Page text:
After weeks of intense scrutiny, the NSW government is set to unveil its latest plan for cracking down on alcohol-fuelled violence.
Premier Barry O'Farrell was with cabinet on Monday afternoon considering a number of proposals to try to stem the flow of booze and violence on the state's streets.
Speaking to reporters on Monday morning Mr O'Farrell was tight-lipped about details of the proposals under consideration, but he predicted the public would be "delighted" by the new policies when they are announced on Tuesday.
"I'm confident the package being taken to cabinet this afternoon addresses community concerns and will make a difference," he said.
Risk-based licensing, recommended by former Office of Liquor, Gaming and Racing commissioner Michael Foggo following a review of the Liquor Act last year and reportedly given in-principle cabinet approval 16 months ago, was widely tipped to be one policy up for consideration on Monday.
This would mean bigger venues or those with a history of non-compliance with the Liquor Act would pay more for the right to serve alcohol.
The NSW opposition says the government's failure to implement this model, along with late-night lock-outs at pubs and clubs statewide, is evidence it is too close to the state's liquor lobby.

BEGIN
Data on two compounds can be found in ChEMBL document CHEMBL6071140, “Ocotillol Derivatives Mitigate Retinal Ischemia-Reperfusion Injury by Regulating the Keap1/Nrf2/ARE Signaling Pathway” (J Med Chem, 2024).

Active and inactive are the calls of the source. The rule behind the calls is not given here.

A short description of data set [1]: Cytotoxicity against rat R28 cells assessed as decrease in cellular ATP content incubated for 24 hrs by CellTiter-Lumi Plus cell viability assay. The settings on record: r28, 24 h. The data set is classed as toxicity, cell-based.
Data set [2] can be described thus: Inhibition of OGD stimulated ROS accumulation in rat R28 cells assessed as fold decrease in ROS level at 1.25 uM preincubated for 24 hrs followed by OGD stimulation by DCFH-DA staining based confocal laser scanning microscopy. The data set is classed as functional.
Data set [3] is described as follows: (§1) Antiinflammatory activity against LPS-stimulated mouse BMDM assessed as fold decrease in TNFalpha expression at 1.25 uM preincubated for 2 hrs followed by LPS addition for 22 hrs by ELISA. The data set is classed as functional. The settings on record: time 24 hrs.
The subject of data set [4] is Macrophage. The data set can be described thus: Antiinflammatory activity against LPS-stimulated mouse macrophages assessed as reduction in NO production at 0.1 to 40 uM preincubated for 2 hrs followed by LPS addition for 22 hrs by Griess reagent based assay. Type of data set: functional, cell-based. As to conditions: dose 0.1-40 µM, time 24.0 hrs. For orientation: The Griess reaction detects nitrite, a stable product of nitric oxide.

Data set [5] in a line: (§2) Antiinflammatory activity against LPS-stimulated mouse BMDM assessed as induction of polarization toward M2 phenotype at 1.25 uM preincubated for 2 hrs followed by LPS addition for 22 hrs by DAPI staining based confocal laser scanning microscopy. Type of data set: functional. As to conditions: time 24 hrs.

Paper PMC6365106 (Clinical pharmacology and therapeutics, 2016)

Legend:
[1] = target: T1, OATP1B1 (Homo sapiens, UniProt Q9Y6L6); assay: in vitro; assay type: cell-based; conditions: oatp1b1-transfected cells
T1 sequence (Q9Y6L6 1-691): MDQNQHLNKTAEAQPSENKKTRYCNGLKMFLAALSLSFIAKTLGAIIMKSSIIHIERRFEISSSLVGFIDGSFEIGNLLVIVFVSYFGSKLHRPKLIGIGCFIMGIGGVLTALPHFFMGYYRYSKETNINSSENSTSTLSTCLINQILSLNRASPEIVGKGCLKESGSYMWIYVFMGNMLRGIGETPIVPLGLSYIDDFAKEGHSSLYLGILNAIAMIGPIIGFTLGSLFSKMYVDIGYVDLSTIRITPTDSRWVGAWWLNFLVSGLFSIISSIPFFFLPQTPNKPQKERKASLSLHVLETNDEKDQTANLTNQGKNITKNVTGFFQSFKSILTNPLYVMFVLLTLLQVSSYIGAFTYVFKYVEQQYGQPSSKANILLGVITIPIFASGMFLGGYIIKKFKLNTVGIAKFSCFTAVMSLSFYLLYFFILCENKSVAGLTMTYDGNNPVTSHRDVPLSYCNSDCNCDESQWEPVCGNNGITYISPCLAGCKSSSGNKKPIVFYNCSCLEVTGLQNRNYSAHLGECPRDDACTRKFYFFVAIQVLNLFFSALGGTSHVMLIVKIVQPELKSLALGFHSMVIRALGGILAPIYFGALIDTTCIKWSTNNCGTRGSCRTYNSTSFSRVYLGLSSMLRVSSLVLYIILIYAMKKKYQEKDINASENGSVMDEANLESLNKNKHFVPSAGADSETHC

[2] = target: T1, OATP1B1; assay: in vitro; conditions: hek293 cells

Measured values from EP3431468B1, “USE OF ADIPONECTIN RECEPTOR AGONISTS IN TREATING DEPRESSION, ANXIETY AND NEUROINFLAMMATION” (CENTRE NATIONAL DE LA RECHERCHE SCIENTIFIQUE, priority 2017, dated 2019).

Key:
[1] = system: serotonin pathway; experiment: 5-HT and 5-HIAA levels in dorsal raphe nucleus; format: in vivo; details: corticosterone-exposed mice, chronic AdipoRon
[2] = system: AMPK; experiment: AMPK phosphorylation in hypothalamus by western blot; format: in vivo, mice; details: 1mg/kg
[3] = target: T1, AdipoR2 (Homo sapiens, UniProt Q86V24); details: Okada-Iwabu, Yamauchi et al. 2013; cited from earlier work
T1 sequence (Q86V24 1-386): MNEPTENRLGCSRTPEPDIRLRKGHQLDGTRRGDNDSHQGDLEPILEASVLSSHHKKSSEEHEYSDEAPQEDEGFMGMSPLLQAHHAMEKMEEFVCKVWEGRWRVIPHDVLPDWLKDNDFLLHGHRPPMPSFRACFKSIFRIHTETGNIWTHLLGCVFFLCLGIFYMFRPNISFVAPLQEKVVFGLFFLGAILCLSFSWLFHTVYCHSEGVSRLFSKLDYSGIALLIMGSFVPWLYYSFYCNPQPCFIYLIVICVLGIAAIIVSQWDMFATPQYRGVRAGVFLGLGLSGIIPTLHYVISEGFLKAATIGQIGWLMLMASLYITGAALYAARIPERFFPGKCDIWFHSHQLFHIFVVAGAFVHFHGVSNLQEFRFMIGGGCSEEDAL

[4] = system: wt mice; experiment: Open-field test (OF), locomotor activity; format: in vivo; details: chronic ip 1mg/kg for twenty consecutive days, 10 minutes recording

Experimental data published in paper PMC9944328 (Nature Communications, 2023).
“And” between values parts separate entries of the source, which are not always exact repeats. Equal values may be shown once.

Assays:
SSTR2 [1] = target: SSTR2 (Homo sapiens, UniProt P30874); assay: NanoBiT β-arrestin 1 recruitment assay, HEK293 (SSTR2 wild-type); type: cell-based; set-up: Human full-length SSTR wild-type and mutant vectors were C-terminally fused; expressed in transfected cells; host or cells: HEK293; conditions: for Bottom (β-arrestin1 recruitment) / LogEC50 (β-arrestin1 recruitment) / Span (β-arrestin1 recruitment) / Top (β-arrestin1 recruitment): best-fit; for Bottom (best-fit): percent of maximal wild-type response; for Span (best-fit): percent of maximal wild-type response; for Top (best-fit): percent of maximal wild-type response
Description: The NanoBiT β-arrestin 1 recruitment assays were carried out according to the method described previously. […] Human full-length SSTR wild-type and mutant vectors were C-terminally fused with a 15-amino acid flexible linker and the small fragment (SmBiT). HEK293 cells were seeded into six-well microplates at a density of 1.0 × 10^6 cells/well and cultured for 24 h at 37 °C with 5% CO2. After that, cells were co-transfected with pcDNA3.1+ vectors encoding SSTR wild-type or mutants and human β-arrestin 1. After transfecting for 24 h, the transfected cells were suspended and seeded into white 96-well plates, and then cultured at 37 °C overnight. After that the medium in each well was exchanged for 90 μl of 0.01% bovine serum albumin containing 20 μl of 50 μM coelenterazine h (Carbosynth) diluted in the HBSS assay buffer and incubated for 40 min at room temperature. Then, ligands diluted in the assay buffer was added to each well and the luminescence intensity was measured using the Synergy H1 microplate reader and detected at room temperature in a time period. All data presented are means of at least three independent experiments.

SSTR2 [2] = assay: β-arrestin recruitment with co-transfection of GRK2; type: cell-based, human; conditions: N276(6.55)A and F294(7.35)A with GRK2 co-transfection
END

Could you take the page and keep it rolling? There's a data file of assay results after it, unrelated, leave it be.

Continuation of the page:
Labor leader John Robertson on Monday addressed reporters outside St Vincent's Hospital, where 18-year-old one-punch victim Thomas Kelly was taken after he was attacked in Kings Cross in 2012.
A year and a half later another 18-year-old, Daniel Christie, succumbed in the same hospital to injuries allegedly sustained in a one-punch assault on New Year's Eve.
"We have a premier who lacks the courage to stare down the liquor industry," Mr Robertson said.
"It's time for Barry O'Farrell to show real leadership on this issue, and whatever he announced must include lock-outs."
His calls were echoed by The Last Drinks Coalition, a group made up of NSW police, doctors, nurses and paramedics.
Coalition spokesman and Health Services Union NSW Secretary Gerard Hayes said the premier had "a golden opportunity to make a real difference to assault rates in Kings Cross".
"If the premier is serious about significantly curbing the violence he'll be introducing the big ticket items that are proven to work - reduced trading hours and lock-outs," Mr Hayes said.
The reforms to be announced on Tuesday - which the premier has previously said may include alcohol licensing regulation, boosted police resources, penalties targeting those who commit crimes while under the influence of drugs and alcohol and efforts to change the drinking culture in NSW - will be the third tranche of laws since 2011 aimed at curbing alcohol-related assaults.
Previous reforms introduced by the O'Farrell government include a three-strikes scheme for licensed venues, new move-on powers for police and the mandatory use of ID scanners at high-risk inner Sydney venues.